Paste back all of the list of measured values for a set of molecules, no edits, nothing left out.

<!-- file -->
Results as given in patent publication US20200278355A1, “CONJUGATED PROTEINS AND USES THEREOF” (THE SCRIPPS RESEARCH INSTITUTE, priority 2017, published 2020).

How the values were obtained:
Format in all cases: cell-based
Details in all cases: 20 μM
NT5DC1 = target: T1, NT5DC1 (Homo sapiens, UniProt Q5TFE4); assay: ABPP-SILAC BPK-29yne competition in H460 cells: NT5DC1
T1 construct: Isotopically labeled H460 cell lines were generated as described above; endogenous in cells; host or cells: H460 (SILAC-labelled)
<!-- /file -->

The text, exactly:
Results as given in patent publication US20200278355A1, “CONJUGATED PROTEINS AND USES THEREOF” (THE SCRIPPS RESEARCH INSTITUTE, priority 2017, published 2020).

How the values were obtained:
Format in all cases: cell-based
Details in all cases: 20 μM
NT5DC1 = target: T1, NT5DC1 (Homo sapiens, UniProt Q5TFE4); assay: ABPP-SILAC BPK-29yne competition in H460 cells: NT5DC1
T1 construct: Isotopically labeled H460 cell lines were generated as described above; endogenous in cells; host or cells: H460 (SILAC-labelled)